The tremendous advances we have witnessed the last four decades in the area of Information Technologies and Communications (ICT) did not come without their share of problems: they have brought an increasingly number of security concern. The many of cyber incidents that occur in the recent history is a good illustration of these concerns.

These attacks are being carried by attackers that are becoming more and more sophisticated. The greatest security threats today are not coming from those script-kiddies and fame-driven hackers who attack communication systems just to impress their peers. In this digital age, security systems have to be designed and implemented to defend against well organized and very sophisticated adversaries such as malicious insiders, cybercriminals, cyberterrorists, industrial spies, and in some cases, nation-state intelligence agents.

Being able to defend against and survive these new types of attackers is "vital", and it is quite widely accepted that to achieve that goal, traditional security solutions alone are insufficient and new techniques for modeling, analyzing, and implementing communication security solutions have to be explored.

In this thesis, we propose a Game Theoretical approach to the security problem, and using illustrative examples, we show how, by modeling the interaction between an attacker and a defender as game, one can predict the adversary's attack, determine the set of assets that are most likely to be attacked, and suggest defense strategies for the defender. We consider an intruder game where a given node of the network is receiving information via another node (or relay) which might be compromised by an attacker. The attacker's goal is to corrupt the information and deceive the receiver. Our intelligent virus game models the strategic attempt of a virus designer to infect a network protected by an Intrusion Detection System (IDS).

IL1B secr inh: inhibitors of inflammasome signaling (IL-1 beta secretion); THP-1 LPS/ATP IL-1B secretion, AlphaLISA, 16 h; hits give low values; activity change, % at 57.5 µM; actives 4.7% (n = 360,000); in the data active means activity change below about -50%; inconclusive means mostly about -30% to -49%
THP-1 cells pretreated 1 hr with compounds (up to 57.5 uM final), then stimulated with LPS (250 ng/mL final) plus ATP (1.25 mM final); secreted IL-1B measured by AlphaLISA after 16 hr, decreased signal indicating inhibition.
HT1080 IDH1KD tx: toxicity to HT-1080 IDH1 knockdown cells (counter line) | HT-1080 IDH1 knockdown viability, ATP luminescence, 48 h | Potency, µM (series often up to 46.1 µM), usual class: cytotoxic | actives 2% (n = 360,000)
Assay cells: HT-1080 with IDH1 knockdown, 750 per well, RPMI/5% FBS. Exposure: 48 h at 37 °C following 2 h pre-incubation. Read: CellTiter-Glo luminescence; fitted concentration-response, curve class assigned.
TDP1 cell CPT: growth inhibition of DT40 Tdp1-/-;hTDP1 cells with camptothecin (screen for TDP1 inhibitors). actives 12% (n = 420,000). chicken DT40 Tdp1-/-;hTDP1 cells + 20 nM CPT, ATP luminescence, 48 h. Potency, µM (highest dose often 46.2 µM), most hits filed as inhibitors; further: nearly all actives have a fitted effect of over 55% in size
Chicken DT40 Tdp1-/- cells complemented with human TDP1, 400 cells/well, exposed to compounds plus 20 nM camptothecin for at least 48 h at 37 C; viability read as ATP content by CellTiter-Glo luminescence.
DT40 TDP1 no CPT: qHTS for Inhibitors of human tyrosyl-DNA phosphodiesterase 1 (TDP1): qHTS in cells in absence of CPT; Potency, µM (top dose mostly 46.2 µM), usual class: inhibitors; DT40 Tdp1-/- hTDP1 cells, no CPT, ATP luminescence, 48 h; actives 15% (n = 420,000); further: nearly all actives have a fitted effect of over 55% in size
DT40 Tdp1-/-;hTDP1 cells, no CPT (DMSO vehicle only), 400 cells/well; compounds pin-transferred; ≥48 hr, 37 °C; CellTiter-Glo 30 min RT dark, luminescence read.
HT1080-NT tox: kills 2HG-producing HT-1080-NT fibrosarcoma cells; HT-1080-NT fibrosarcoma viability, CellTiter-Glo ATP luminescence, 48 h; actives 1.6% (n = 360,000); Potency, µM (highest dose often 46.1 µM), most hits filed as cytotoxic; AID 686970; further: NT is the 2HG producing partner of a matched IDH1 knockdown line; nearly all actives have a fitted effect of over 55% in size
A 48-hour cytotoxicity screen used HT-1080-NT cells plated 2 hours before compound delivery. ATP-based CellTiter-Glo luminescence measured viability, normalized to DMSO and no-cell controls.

Finally, in our matrix security game models, we solve a class of security problems where a defender needs to choose a set of resources to perform a mission critical task. An attacker is trying to disrupt the task by choosing one resource to attack. By modeling the interactions between defenders and attackers as games we predict the adversaries' attacks, determine the set of assets that are most likely to be attacked, and suggest defense strategies for the defender. For example in the intruder and virus games, we have found that the most aggressive attackers are not the most dangerous ones. Also, by analysis the NE solutions, we have shown how to build security mechanisms that can deter a strategic attacker from attacking.

In the security game models, we introduce the notion of "critical subset of resources" and show how this notion can be used to define a security metric. For instance, considering a network topology design game, we found that the usual edge-connectivity metric (size of a minimum cut set) is not appropriate in an adversarial environment.




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